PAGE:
2 peering agreements can be quite complicated, involving many business considerations [7], [6], [4]. In [6], authors discuss how a provider should price its services differentially based on their characteristics such that prices can match service qualities. Authors in [5] also discuss how to present a cooperative pricing strategy to provide a fair distribution of profits to ISPs. In [], [0], [8], [], authors study the economics of network pricing with multiple ISPs on the Internet. These authors all study a basic question of how to set prices for the Internet services so as to fairly share revenues among providers and at the same time, encourage the network to grow. However, these work underestimate the impact of two important factors: (a) pricing competition among higher tier ISPs and, (b) local peering relationship on the traffic demand. These factors have great impact on the proper pricing strategy. The aim of this work is to seek a fundamental understanding of the interaction between ISPs with peering links and competition. We explore how the peering relationship and competition among higher tier ISPs can affect the service purchasing strategies and pricing strategies. For a lower tier ISP, it has two options to communicate with another lower tier ISP: either use the connection provided by higher tier ISPs, or to use the private peering link connecting between the two peers (if available). Even for the simple case of a constant bandwidth demand, deciding on the proper routing via these two connections is not a trivial task. Another factor which makes the decision of traffic allocation difficult is that all lower tier ISPs want to maximize their own utilities, and at the same time, reduce their operating costs (or payment) to the higher tier ISPs. Also, an ISP s strategy may depend on strategies taken by other ISPs, as well as the pricing policies employed by the higher tier ISPs. All these make it a challenging task to come up with an efficient transmission and routing strategy. For the higher tier ISP, it needs to provide connectivity among lower tier ISPs. The main goal is to maximize its profit by attracting more potential customers (e.g., lower tier ISPs). To maximize the profit, a good pricing strategy is essential. In general, a higher tier ISP needs to address:. Profit Maximization : under a competitive market, does it exist a unique price by which the higher tier ISP s profit can be maximized under a homogeneous pricing scheme (i.e., all lower tier ISPs are charged using the same price)? If it exists, how can one determine this optimal price?. Bandwidth Allocation: how should the higher tier ISP allocate the bandwidth to competing lower tier ISPs and avoid the monopolization of bandwidth resource by a small subset of lower tier ISPs? 3. Network Scaling and Capacity Upgrade: when the number of lower tier ISPs increases, is there any incentive for the higher tier ISP to upgrade the network infrastructures such as the backbone capacity? Can the increase in revenue compensate for the increase in cost of deploying new services? 4. Impact of Private Peering: what is the impact of private peering relationships between the lower tier ISPs have on the higher tier ISP s pricing decision? Take an example, some tier ISPs, say AT & T and Verizon Business are providing transit service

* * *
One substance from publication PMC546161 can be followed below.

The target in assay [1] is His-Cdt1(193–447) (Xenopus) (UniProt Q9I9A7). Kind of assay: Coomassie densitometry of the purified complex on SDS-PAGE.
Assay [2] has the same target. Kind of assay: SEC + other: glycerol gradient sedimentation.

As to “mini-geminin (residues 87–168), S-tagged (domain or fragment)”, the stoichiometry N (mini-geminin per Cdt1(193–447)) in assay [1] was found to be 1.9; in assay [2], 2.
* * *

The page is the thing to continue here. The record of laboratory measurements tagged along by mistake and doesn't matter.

3 3 to some tier ISPs, PCCW and Entanet. AT & T and Verizon Business are the higher tier ISPs, while PCCW and Entanet are the lower tier ISPs. Besides buying transit service from higher tier IPSs, PCCW and Entanet can establish a peering relationship under a service level agreement (SLA) between them. They can then send data to each other with a lower or even zero cost. The considering issues of buying transit service or not are the payment and the quality of the service. The contribution of our paper is to answer the above questions. We use a game theoretic approach to study the interaction of the two types of ISPs and illustrate the impact of private peering in the competitive market. In particular,. We present a generalized competitive model that captures the pricing competition among the higher tier ISPs and traffic demand and routing decision of the lower tier ISPs. This two-tiers-interaction represents a basic framework of the current Internet.. We show how lower tier ISPs can distributively determine their transmission and routing decisions via a convex optimization method. 3. We propose a distributed algorithm for higher tier ISPs to allocate their bandwidth resources to lower tier peers so as to avoid resource monopolization. 4. We show how a higher tier ISP can infer an optimal pricing so as to maximize its profit even under a competitive environment among other higher tier ISPs. 5. Last but not least, we consider the issue of network scaling (when we increase the number of ISPs) and derive conditions wherein higher tier ISPs have the incentive to upgrade the backbone capacity. II. Network and Game-theoretic Models In this section, we describe our network model and formulate mathematical models for various ISPs. Figure depicts our network model. The network consists of n lower tier ISPs and m higher tier ISPs. Lower tier ISPs can communicate with each other by sending traffic via the private peering links between themselves, or through the links connecting to the higher tier ISPs. To provide connection service for various lower tier ISPs, each higher tier ISP k {,,..., m}, has a communication network (in which we abstract it as a link) that has a total capacity of n k C k (in units of bps). For each lower tier ISP i {,,..., n}, it possesses at most m links to each higher tier ISPs and possibly n private peering links to other lower tier peers. The private peering link between peer i and peer j is denoted as l ij and this link has a capacity of c ij (in unit of bps). Note that if we set c ij = 0, it implies that there is no peering link between peer i and peer j. The link connecting lower tier ISP i and the higher tier ISP k is denoted as li k, and the higher tier ISP k allocates Ck i amount of bandwidth (in units of bps) for this connection. Note that if we set Ci k = 0, it implies that the lower tier ISP i is not connected to ISP k. Let n k be the number of lower tier ISPs buying connection service from the higher tier ISP k. We also denote G i as the set of higher tier ISPs in which the lower tier ISP i is buying connection service from, and H k as the